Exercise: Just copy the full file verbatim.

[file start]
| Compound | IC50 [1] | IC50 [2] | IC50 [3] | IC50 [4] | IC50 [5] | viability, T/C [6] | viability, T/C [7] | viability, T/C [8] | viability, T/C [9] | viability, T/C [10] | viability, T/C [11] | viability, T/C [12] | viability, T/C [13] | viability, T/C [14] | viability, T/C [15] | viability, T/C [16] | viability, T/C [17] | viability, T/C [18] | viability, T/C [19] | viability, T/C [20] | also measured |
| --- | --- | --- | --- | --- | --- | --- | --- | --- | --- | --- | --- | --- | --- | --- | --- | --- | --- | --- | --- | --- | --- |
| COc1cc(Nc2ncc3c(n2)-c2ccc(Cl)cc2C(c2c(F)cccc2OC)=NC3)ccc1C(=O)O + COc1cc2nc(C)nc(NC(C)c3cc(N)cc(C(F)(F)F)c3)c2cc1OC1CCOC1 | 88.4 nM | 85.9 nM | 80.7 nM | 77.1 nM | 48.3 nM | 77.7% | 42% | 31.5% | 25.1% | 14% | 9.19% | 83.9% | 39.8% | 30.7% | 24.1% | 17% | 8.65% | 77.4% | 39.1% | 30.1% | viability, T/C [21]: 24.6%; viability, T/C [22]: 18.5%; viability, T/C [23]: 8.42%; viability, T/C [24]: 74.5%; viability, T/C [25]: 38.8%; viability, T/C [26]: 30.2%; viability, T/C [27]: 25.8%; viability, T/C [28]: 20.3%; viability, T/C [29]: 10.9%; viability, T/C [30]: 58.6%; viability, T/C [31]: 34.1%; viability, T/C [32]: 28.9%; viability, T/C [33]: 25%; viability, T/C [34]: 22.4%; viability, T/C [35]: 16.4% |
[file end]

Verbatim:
| Compound | IC50 [1] | IC50 [2] | IC50 [3] | IC50 [4] | IC50 [5] | viability, T/C [6] | viability, T/C [7] | viability, T/C [8] | viability, T/C [9] | viability, T/C [10] | viability, T/C [11] | viability, T/C [12] | viability, T/C [13] | viability, T/C [14] | viability, T/C [15] | viability, T/C [16] | viability, T/C [17] | viability, T/C [18] | viability, T/C [19] | viability, T/C [20] | also measured |
| --- | --- | --- | --- | --- | --- | --- | --- | --- | --- | --- | --- | --- | --- | --- | --- | --- | --- | --- | --- | --- | --- |
| COc1cc(Nc2ncc3c(n2)-c2ccc(Cl)cc2C(c2c(F)cccc2OC)=NC3)ccc1C(=O)O + COc1cc2nc(C)nc(NC(C)c3cc(N)cc(C(F)(F)F)c3)c2cc1OC1CCOC1 | 88.4 nM | 85.9 nM | 80.7 nM | 77.1 nM | 48.3 nM | 77.7% | 42% | 31.5% | 25.1% | 14% | 9.19% | 83.9% | 39.8% | 30.7% | 24.1% | 17% | 8.65% | 77.4% | 39.1% | 30.1% | viability, T/C [21]: 24.6%; viability, T/C [22]: 18.5%; viability, T/C [23]: 8.42%; viability, T/C [24]: 74.5%; viability, T/C [25]: 38.8%; viability, T/C [26]: 30.2%; viability, T/C [27]: 25.8%; viability, T/C [28]: 20.3%; viability, T/C [29]: 10.9%; viability, T/C [30]: 58.6%; viability, T/C [31]: 34.1%; viability, T/C [32]: 28.9%; viability, T/C [33]: 25%; viability, T/C [34]: 22.4%; viability, T/C [35]: 16.4% |